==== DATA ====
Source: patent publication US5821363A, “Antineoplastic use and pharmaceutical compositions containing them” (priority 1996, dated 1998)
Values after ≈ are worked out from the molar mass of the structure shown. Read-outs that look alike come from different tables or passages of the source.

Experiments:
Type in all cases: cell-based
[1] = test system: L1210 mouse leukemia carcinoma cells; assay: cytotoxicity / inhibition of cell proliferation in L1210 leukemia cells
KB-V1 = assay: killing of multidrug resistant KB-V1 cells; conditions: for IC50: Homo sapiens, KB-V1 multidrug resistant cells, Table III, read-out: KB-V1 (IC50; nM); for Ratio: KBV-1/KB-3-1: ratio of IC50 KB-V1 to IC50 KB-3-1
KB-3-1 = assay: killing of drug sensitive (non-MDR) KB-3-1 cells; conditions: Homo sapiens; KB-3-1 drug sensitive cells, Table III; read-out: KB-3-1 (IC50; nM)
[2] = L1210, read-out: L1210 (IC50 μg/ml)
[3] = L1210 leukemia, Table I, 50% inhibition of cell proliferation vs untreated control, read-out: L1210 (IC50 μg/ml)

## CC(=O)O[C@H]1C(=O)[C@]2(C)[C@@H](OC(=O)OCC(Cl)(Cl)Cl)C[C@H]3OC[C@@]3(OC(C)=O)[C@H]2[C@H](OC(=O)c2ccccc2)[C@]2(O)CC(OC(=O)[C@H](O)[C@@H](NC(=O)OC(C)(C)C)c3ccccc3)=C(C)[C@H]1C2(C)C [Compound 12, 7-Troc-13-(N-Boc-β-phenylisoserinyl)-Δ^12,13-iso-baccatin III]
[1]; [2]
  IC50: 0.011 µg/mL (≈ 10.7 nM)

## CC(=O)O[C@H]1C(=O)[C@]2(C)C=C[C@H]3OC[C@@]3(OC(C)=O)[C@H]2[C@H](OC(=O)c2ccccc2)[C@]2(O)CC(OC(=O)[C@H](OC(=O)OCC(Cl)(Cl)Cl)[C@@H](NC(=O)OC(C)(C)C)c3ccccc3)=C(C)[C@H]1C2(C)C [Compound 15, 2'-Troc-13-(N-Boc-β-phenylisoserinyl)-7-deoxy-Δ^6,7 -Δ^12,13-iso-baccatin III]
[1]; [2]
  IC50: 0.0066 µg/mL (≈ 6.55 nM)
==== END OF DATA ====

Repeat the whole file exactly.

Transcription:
Source: patent publication US5821363A, “Antineoplastic use and pharmaceutical compositions containing them” (priority 1996, dated 1998)
Values after ≈ are worked out from the molar mass of the structure shown. Read-outs that look alike come from different tables or passages of the source.

Experiments:
Type in all cases: cell-based
[1] = test system: L1210 mouse leukemia carcinoma cells; assay: cytotoxicity / inhibition of cell proliferation in L1210 leukemia cells
KB-V1 = assay: killing of multidrug resistant KB-V1 cells; conditions: for IC50: Homo sapiens, KB-V1 multidrug resistant cells, Table III, read-out: KB-V1 (IC50; nM); for Ratio: KBV-1/KB-3-1: ratio of IC50 KB-V1 to IC50 KB-3-1
KB-3-1 = assay: killing of drug sensitive (non-MDR) KB-3-1 cells; conditions: Homo sapiens; KB-3-1 drug sensitive cells, Table III; read-out: KB-3-1 (IC50; nM)
[2] = L1210, read-out: L1210 (IC50 μg/ml)
[3] = L1210 leukemia, Table I, 50% inhibition of cell proliferation vs untreated control, read-out: L1210 (IC50 μg/ml)

## CC(=O)O[C@H]1C(=O)[C@]2(C)[C@@H](OC(=O)OCC(Cl)(Cl)Cl)C[C@H]3OC[C@@]3(OC(C)=O)[C@H]2[C@H](OC(=O)c2ccccc2)[C@]2(O)CC(OC(=O)[C@H](O)[C@@H](NC(=O)OC(C)(C)C)c3ccccc3)=C(C)[C@H]1C2(C)C [Compound 12, 7-Troc-13-(N-Boc-β-phenylisoserinyl)-Δ^12,13-iso-baccatin III]
[1]; [2]
  IC50: 0.011 µg/mL (≈ 10.7 nM)

## CC(=O)O[C@H]1C(=O)[C@]2(C)C=C[C@H]3OC[C@@]3(OC(C)=O)[C@H]2[C@H](OC(=O)c2ccccc2)[C@]2(O)CC(OC(=O)[C@H](OC(=O)OCC(Cl)(Cl)Cl)[C@@H](NC(=O)OC(C)(C)C)c3ccccc3)=C(C)[C@H]1C2(C)C [Compound 15, 2'-Troc-13-(N-Boc-β-phenylisoserinyl)-7-deoxy-Δ^6,7 -Δ^12,13-iso-baccatin III]
[1]; [2]
  IC50: 0.0066 µg/mL (≈ 6.55 nM)